The law on prostitution is about to change. Whether this will be for the better or the worse, however, remains to be seen.
Former Home Office Minister Fiona MacTaggart is calling for new legislation based on that implemented in Sweden in 1999, which criminalises the men who buy sex rather than the women who sell it. The call for a review of prostitution laws has been supported by leading Labour MPs, while deputy leader Harriet Harman has defined prostitution as violence against women.
At the moment, the buying and selling of sex is not illegal in the UK, only certain forms in which it is carried out, such as street soliciting and brothel keeping. The Swedish Model would change this, outlawing the buying of sex under any conditions.
It’s nothing new for sex workers to find themselves on the wrong side of British law and the victims of state repression masquerading as the regulation of “vice”. What makes the recent call for the introduction of the Swedish Model interesting, however, is that it is being touted as the feminist alternative to the existing laws which unfairly make the sex workers themselves liable for prosecution. Instead, it is claimed, the Swedish Model will protect the women working in prostitution while targeting the real perpetrators of violence and exploitation — the men who buy their services.
The anti-trafficking organisation the Poppy Project and many leading feminist campaigners against violence against women also support the proposals for this new legislation.
It is worth noting, however, that the same MPs claiming to be so concerned about sex workers in the context of the Swedish Model debates, also just voted for the government’s Criminal Justice and Immigration Bill which further criminalises prostitution and requires that street workers be subject to forced “rehabilitation” or face imprisonment.
It’s easy to see how the Swedish Model acquired its feminist appeal. The idea of finally turning the tables on the men who benefit from an undoubtedly exploitative industry, but who have up until now walked away scot-free from police raids and government crack-downs, is admittedly rather enjoyable. However, it is also clear that the criminalisation of clients would indirectly impact upon sex workers too, in some cases making their work even more dangerous than it is under existing laws.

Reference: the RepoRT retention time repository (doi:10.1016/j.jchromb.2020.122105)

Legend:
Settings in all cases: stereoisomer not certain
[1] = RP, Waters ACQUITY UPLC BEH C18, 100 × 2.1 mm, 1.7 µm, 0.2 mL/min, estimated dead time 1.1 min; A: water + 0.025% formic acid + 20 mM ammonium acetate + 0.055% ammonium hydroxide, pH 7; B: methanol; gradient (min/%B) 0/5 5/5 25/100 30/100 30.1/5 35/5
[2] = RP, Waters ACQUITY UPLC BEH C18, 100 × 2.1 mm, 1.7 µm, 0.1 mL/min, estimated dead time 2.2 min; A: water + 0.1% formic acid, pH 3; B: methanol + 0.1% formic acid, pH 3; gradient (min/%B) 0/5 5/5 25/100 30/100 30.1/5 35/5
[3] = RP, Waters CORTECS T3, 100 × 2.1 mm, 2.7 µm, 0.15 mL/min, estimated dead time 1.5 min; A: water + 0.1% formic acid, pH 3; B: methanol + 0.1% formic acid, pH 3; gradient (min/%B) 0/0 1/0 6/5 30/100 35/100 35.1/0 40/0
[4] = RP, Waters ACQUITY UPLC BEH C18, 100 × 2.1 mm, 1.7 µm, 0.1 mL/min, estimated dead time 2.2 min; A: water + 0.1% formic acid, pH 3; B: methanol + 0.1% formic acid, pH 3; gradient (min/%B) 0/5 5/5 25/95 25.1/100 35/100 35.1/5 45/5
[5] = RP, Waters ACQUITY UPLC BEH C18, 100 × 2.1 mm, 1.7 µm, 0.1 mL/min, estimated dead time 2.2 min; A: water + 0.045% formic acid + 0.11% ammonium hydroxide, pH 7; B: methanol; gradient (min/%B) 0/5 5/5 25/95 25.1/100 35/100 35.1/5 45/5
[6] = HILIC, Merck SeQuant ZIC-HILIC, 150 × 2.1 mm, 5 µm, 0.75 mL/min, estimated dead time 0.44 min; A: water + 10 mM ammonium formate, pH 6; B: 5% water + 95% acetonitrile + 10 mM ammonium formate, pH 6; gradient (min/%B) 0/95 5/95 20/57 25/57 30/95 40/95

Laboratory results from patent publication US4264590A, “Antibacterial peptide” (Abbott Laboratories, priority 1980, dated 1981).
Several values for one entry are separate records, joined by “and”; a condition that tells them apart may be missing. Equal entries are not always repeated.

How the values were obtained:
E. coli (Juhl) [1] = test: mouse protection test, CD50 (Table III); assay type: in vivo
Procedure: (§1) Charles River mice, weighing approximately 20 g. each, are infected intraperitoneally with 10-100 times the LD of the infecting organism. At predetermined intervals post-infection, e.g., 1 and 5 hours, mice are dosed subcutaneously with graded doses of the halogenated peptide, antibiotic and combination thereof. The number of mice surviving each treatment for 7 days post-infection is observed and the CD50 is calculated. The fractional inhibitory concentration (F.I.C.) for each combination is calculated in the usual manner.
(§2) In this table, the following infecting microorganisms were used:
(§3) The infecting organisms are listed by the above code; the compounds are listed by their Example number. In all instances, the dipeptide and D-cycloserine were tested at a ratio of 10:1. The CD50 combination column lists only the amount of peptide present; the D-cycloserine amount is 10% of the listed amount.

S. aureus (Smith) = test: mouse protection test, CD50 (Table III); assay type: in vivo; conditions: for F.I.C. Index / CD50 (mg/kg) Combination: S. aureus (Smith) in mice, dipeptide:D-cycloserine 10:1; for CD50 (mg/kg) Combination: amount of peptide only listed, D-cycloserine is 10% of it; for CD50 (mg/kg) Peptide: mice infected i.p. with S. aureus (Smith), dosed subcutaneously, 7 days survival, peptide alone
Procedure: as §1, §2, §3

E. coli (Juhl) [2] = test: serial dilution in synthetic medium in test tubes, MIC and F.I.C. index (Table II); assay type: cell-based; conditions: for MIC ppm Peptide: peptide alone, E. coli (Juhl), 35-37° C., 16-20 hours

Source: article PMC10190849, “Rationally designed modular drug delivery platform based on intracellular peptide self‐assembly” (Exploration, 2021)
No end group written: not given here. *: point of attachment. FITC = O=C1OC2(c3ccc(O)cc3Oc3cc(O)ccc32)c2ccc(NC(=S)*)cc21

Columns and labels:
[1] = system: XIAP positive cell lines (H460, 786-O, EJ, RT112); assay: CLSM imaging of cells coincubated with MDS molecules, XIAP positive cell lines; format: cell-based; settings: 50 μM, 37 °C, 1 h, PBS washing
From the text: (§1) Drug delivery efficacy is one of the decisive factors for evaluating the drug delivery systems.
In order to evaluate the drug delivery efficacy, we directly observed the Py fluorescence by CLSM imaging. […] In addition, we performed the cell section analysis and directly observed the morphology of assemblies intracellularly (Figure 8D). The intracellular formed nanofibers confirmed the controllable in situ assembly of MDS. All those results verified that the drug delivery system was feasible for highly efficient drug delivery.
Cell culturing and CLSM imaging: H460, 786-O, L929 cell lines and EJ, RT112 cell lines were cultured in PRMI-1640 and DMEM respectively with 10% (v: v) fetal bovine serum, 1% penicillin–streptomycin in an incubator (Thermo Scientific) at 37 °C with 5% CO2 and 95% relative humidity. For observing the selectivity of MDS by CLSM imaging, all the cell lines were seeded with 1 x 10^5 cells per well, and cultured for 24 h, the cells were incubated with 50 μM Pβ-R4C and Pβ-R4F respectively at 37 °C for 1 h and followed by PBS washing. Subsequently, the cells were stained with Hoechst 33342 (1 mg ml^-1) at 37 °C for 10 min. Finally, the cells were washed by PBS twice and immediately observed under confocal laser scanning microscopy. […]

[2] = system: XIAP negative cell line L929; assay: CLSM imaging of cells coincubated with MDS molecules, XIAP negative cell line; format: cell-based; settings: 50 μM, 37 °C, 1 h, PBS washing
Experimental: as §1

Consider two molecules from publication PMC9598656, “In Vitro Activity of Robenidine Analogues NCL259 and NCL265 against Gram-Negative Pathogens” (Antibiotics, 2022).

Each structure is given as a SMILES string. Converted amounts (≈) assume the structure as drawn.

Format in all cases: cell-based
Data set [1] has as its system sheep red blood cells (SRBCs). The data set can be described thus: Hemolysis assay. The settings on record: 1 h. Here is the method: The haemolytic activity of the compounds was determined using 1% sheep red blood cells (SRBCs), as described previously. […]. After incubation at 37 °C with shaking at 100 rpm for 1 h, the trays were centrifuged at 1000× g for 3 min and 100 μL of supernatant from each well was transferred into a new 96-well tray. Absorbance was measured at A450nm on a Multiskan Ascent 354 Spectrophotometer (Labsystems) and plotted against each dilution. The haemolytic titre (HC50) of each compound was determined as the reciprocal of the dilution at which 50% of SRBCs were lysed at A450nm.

As a result, the International Union of Sex Workers, the English Collective of Prostitutes, the Safety First Coalition (set up in 2006 after the Ipswich murders) and the International Committee on the Rights of Sex Workers in Europe all oppose the Swedish Model. They claim that women working with clients who are worried abut arrest will have less time to carry out basic safety precautions. Street workers will be deterred from working in more public and better lit areas and will have less time to assess the client beforehand.
Those working indoors will find it harder to find rented accommodation from which to work and will be put off working with other girls for fear of attracting too much attention. The laws effectively make the sex workers responsible for protecting their clients from arrest, or otherwise risk loosing custom and their means to earning a living.
Pye Jacobson, a founding member of Sex Workers and Allies in Sweden, who has been organising for sex workers’ rights since 1994, says that the Swedish laws have forced sex work underground, increasing the amount of pimping and middle-men. At a recent meeting on the proposed legislation, held in Parliament and sponsored by John McDonnell MP and the Labour Representation Committee women’s caucus, Jacobson said: “Now we have internet pimps, who arrange where we can put our ads for a ridiculous amount of money, and apartment pimps because we are not allowed to rent an apartment and work from it.”
Perhaps most worryingly, she also claimed that sex workers were now less likely to report violence to the police, since this would inevitably entail an investigation into their working lives and result in the closure of the brothels where they worked or heavier policing of red light districts. Whereas under the old laws male clients would sometimes report cases of violence from other clients or pimps, now none of them are willing to risk arrest in order to look out for the girls whose services they use.
Worst affected by the Swedish model have been illegal migrant workers in the Swedish sex industry. Those without papers are unable to access government initiatives to provide women with an alternative to the, now illegal, job of prostitution. With no choice but to keep working in an illegal industry they have no recourse to the law should they be subject to violence and, under the pressures of criminalisation, they are increasingly hidden away and isolated from other sex workers with whom they might act collectively to improve their conditions. The irony of this is that proponents of the Swedish Model loudly proclaim their aim to use it to combat sex trafficking. But the use of the term “trafficked” as a word for migrant sex workers of any kind is telling, and brings us to the heart of what much of the support for the Swedish model is really about — immigration control.